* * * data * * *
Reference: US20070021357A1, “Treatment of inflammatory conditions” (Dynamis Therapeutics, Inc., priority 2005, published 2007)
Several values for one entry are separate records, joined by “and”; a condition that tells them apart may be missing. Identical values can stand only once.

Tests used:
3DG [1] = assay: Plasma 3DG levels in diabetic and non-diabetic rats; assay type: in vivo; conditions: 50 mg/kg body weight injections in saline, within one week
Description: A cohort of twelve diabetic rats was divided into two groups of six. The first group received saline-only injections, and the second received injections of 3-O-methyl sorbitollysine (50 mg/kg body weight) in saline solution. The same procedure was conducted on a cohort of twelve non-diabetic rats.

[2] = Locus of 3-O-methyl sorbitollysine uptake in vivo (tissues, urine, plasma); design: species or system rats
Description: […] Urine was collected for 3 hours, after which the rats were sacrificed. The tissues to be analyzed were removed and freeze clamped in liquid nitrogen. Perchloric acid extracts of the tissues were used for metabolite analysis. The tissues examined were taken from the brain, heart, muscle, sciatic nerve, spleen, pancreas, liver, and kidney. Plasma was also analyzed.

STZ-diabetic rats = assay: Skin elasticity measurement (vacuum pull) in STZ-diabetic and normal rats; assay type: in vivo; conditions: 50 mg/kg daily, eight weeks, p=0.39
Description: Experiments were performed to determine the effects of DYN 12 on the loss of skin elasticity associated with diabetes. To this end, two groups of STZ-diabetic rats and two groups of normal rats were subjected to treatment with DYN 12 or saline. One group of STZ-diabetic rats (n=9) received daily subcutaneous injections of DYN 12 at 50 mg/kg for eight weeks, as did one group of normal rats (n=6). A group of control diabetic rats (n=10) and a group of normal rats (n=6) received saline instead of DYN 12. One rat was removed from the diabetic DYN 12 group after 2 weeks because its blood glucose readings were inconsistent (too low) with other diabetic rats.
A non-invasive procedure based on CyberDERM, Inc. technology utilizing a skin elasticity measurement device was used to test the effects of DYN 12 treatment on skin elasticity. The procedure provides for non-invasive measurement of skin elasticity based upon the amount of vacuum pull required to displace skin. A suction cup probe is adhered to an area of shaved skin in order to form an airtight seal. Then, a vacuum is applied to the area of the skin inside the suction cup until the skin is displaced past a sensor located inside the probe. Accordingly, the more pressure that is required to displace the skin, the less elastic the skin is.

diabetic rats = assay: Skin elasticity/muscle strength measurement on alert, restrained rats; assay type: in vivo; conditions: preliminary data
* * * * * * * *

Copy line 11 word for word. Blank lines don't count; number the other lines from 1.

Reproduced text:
diabetic rats = assay: Skin elasticity/muscle strength measurement on alert, restrained rats; assay type: in vivo; conditions: preliminary data